The UK’s financial regulator, the Financial Conduct Authority (FCA), has imposed a fine of over £11 million ($13.4 million) on Equifax Ltd. for its failure to protect UK consumer data stolen in the well-known 2017 data breach. The FCA revealed the penalty on October 13, 2023, stating that Equifax’s UK division did not adequately secure the personal data of 13.8 million UK consumers, which was under the control of its US-based parent company.
Furthermore, the data breach, involving the exposure of sensitive information, was ruled as preventable, stemming from the exploitation of an unpatched Apache Struts vulnerability by threat actors.
The breach occurred because Equifax Ltd. had outsourced data to Equifax Inc.’s servers in the US for processing, including information such as names, dates of birth, phone numbers, Equifax membership login details, partially exposed credit card data, and residential addresses. The FCA emphasized that the theft of UK data was entirely avoidable, attributing this to Equifax’s lack of oversight and security measures, despite known weaknesses in its parent company’s data security systems. The delay in informing UK customers that their data had been compromised stemmed from Equifax Ltd.’s late discovery of the breach, shortly before the official announcement in September 2017.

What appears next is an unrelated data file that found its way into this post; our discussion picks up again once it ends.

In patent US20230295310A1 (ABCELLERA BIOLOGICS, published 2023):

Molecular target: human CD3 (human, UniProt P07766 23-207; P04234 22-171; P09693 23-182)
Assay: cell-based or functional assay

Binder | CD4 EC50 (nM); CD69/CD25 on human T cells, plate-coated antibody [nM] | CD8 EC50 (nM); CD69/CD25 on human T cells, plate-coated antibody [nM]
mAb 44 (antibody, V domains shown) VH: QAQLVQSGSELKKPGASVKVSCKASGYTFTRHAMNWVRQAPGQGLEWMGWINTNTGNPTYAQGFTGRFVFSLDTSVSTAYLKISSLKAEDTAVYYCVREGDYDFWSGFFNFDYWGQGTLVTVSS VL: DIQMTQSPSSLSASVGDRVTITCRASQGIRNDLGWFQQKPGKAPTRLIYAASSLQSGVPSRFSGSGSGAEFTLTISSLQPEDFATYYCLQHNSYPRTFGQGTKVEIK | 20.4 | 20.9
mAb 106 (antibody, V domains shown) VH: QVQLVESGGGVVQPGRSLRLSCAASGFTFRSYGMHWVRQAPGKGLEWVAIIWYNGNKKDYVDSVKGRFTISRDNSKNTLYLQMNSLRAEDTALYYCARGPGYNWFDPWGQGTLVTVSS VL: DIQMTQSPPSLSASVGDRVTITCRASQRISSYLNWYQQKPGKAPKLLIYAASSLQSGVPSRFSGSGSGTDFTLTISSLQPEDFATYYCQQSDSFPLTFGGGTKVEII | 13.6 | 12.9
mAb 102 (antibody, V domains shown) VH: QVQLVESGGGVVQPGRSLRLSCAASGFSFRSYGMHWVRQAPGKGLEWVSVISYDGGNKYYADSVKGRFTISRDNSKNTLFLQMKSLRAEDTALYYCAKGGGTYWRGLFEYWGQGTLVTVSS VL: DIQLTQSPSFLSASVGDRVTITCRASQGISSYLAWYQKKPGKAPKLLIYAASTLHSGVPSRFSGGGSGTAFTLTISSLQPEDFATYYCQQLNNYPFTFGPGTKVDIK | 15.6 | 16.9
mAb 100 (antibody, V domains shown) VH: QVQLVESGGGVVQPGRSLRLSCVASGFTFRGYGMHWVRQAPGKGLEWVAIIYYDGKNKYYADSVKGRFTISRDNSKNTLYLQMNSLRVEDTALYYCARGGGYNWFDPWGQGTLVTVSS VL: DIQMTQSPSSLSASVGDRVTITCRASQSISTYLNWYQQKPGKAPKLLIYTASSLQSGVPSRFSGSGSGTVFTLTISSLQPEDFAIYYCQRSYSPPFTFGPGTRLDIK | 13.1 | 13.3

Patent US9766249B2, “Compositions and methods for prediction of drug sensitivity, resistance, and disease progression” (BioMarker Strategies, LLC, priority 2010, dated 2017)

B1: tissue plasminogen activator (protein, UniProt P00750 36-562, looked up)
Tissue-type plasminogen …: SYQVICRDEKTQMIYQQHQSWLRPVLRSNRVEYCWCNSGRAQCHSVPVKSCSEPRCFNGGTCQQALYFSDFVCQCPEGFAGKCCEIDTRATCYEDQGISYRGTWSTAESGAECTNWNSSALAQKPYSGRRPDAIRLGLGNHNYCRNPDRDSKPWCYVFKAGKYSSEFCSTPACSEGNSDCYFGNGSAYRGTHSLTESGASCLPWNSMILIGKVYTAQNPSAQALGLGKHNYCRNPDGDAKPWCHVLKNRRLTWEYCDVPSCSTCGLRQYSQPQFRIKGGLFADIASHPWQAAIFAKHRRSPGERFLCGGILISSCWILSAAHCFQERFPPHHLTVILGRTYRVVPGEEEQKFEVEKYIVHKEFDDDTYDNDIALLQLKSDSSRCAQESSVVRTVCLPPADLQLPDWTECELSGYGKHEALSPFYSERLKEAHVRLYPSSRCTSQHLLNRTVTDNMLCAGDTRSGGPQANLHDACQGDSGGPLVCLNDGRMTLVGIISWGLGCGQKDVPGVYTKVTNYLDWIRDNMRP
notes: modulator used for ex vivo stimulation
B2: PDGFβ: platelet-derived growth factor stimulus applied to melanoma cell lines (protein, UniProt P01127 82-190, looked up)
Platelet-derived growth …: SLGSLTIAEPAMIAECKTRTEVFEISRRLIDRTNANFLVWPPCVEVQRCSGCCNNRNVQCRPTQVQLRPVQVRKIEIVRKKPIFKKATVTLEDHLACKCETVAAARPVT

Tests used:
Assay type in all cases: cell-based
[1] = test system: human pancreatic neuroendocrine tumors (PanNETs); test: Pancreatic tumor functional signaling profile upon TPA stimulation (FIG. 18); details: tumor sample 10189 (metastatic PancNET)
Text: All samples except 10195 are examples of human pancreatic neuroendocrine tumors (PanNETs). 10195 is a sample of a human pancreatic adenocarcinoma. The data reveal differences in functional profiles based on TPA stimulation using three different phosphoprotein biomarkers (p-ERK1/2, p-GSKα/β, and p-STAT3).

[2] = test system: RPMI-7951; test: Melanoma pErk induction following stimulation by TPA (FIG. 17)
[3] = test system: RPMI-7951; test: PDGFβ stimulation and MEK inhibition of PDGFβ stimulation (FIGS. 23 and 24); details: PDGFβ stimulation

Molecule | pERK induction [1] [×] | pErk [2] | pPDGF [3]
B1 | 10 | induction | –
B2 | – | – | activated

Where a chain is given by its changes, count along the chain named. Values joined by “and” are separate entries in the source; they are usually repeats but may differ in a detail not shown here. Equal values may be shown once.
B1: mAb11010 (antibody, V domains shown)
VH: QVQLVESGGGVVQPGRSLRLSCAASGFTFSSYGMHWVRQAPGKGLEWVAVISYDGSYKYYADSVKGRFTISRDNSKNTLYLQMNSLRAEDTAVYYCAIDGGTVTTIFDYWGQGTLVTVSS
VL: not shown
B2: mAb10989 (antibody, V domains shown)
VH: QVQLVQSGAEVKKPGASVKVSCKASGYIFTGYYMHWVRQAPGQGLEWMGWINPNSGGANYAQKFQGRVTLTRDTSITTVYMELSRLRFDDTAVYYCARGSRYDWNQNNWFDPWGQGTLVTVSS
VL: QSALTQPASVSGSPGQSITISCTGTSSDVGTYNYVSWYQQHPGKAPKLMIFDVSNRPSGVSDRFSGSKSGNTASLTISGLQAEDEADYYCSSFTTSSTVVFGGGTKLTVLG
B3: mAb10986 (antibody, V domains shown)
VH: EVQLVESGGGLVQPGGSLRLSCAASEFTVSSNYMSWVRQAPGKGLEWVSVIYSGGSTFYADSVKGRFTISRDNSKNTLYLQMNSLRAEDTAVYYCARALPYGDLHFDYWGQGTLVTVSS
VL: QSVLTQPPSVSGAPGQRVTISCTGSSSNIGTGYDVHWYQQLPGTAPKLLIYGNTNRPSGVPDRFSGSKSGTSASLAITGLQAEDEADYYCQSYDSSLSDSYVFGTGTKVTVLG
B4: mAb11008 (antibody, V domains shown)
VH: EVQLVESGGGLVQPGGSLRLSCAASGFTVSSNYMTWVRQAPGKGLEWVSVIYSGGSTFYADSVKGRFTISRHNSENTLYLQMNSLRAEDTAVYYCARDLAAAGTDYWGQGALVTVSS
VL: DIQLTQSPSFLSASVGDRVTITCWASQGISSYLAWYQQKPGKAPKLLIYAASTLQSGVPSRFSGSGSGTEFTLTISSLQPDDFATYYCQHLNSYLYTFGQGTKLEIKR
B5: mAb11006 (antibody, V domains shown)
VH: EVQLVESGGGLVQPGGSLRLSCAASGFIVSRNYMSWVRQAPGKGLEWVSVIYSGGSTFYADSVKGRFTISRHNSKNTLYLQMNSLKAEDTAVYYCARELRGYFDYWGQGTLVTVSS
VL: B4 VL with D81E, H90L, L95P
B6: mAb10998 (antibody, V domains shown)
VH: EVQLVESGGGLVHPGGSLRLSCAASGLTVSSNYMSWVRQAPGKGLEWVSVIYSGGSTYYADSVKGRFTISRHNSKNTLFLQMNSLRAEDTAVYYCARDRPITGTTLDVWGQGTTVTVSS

The FCA criticized Equifax Ltd.’s public statements, which provided an inaccurate impression of the number of consumers affected, and the mishandling of complaints from UK consumers due to a lack of quality assurance checks. The regulator emphasized that financial firms are responsible for customer data, whether or not it is outsourced. The severity of the penalty underscores the importance of cybersecurity and data protection in the financial services industry, highlighting that firms must uphold high standards for data resiliency and ethics.
In previous settlements, Equifax Inc. agreed to pay $575 million to the Federal Trade Commission and 50 US states in 2019, while the UK Information Commissioner’s Office (ICO) imposed a £500,000 fine in 2018. Equifax was found to have violated several data protection principles during the incident, as per the Data Protection Act 1998.